This look really awkward. I don't mind the track pads as joysticks, but the button placements look terrible. However, I will reserve my final judgement if I ever get to try it out.
So... No HL3?
My initial reaction was that it looked incredibly uncomfortable. However I think that's just because it has such an alien design. I'm interested, but not confident.
I think it has potential.
I'll agree that a mouse is more sensitive and precise than an analog stick.
but I'll never accept that pressing WASD and contorting my pinky to hold Z is better than just using a game pad. analog pressure is great for sneaking games, too, something that can't be replicated on a keyboard.
I often argue that a good compromise would be holding a controller in my left hand for movement and using a mouse to aim. this Steam Controller looks like a version of that idea, and I can't wait to try it.
It's weird. But I'm eager to see how it works - I hope some places like Best Buy or Gamestop set up kiosks when some Steam Machines start coming out. I don't really see the logic in replacing sticks with touchpads, to be honest, but it should be fine in theory.
The problem with touch input as sticks/dpads in the past was that they weren't placed in the right spot to act as those (like with the DS), and that they were also the screen (like with God-awful virtual sticks on smartphone games). This design sidesteps those flaws... though it seems to create some new ones by putting your main input buttons around the centralized touchscreen instead of where face buttons traditionally go. It's nice to know it works with ALL PC games, not just ones that traditionally have controller support, though. It's all very interesting.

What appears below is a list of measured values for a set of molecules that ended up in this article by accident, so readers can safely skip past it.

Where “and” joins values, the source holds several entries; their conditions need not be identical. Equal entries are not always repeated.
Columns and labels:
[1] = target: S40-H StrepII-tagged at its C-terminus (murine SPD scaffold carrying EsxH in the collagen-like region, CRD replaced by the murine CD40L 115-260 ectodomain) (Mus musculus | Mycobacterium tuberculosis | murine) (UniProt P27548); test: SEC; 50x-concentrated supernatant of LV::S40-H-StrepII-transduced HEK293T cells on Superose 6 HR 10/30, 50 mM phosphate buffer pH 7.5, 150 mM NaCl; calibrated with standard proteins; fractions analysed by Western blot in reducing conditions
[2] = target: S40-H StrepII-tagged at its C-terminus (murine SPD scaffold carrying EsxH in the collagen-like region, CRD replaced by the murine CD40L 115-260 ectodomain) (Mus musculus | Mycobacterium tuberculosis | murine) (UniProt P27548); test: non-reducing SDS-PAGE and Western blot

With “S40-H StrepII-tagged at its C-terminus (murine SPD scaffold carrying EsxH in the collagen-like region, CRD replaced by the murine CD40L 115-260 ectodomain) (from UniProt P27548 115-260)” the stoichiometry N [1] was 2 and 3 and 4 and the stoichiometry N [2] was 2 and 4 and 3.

I think it's cool that they thought outside of the box. But I still hope these machines have USB ports so you can plug in 360/PS3 pads... and keyboards/mice I guess, if you're THAT sort of gamer ;)
I don't want to discard this controller just yet, but I have serious doubts about its ergonomic and precision.
I'll wait and see, but juts to mention it beforehand, it UGLY.
Looks expensive. But just the insanity behind the design has peaked my interest. I kinda wanna try it. Who knows, could be the next big thing.
I have never enjoyed swipe screens and pads that mimic them when it comes to movement, especially camera angles and views. First person games are in general tough for me when it is set up like this. I would prefer thumb pads for that function. It looks neat, and I will always give something a chance!
The controller looks fine to me. Along with the fact that it's Valve, it must be able to play fine as well. i can imagine controlling with the pads will be really smooth as a mouse and keyboard but we'll have to wait and see what beta testers have to say about that. Here's hoping it turns out successful
I won't write it off as a bust just yet, but it does look incredibly hard to get used to.
If it works well some people will like it, if not then it was a good try. As long as its not shoved down our throats like Kinect then it will be fine.
Steam OS is a GREAT IDEA. A OS that is BETTER suited toward gaming. I hope they can get the community to make a way for the games to play on Linux. There are plenty of people in the Linux community who would gladly help Valve out and make it happen.